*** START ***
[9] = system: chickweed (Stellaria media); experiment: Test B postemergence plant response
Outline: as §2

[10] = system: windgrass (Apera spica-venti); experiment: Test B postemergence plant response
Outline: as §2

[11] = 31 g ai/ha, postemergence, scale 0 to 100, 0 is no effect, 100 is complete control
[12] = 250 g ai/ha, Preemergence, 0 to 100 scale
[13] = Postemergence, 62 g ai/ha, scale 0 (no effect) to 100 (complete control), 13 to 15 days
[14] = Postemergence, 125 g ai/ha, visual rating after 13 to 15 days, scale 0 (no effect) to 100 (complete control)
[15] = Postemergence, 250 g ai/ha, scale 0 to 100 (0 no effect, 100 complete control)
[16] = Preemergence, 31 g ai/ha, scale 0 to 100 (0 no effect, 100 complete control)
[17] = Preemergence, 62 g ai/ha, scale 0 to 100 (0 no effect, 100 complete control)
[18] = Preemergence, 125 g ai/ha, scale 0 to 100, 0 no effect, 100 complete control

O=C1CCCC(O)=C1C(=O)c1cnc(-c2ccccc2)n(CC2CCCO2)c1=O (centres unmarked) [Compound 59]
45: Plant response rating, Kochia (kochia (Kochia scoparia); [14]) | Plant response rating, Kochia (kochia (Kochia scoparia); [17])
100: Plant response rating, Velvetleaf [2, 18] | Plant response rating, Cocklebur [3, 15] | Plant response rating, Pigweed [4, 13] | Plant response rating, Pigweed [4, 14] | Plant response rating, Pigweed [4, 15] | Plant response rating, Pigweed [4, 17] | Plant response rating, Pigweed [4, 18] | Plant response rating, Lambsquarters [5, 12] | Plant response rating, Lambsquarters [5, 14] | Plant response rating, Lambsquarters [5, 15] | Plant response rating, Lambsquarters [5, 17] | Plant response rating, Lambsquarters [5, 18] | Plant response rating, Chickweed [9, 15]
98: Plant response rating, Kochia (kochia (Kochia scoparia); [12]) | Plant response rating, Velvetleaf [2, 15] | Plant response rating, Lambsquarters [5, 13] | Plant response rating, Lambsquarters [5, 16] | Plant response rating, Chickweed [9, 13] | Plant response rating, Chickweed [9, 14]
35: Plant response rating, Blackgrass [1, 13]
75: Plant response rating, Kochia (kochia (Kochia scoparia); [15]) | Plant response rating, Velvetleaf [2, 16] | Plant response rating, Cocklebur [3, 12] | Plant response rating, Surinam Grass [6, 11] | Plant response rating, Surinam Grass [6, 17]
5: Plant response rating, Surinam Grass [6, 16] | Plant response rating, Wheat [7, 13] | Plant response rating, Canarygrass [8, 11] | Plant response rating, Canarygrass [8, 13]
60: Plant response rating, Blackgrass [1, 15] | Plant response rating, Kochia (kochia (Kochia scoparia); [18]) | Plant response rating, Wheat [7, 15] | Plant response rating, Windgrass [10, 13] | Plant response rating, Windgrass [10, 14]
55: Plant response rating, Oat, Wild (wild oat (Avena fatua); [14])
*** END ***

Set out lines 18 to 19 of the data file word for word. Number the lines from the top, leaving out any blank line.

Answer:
75: Plant response rating, Kochia (kochia (Kochia scoparia); [15]) | Plant response rating, Velvetleaf [2, 16] | Plant response rating, Cocklebur [3, 12] | Plant response rating, Surinam Grass [6, 11] | Plant response rating, Surinam Grass [6, 17]
5: Plant response rating, Surinam Grass [6, 16] | Plant response rating, Wheat [7, 13] | Plant response rating, Canarygrass [8, 11] | Plant response rating, Canarygrass [8, 13]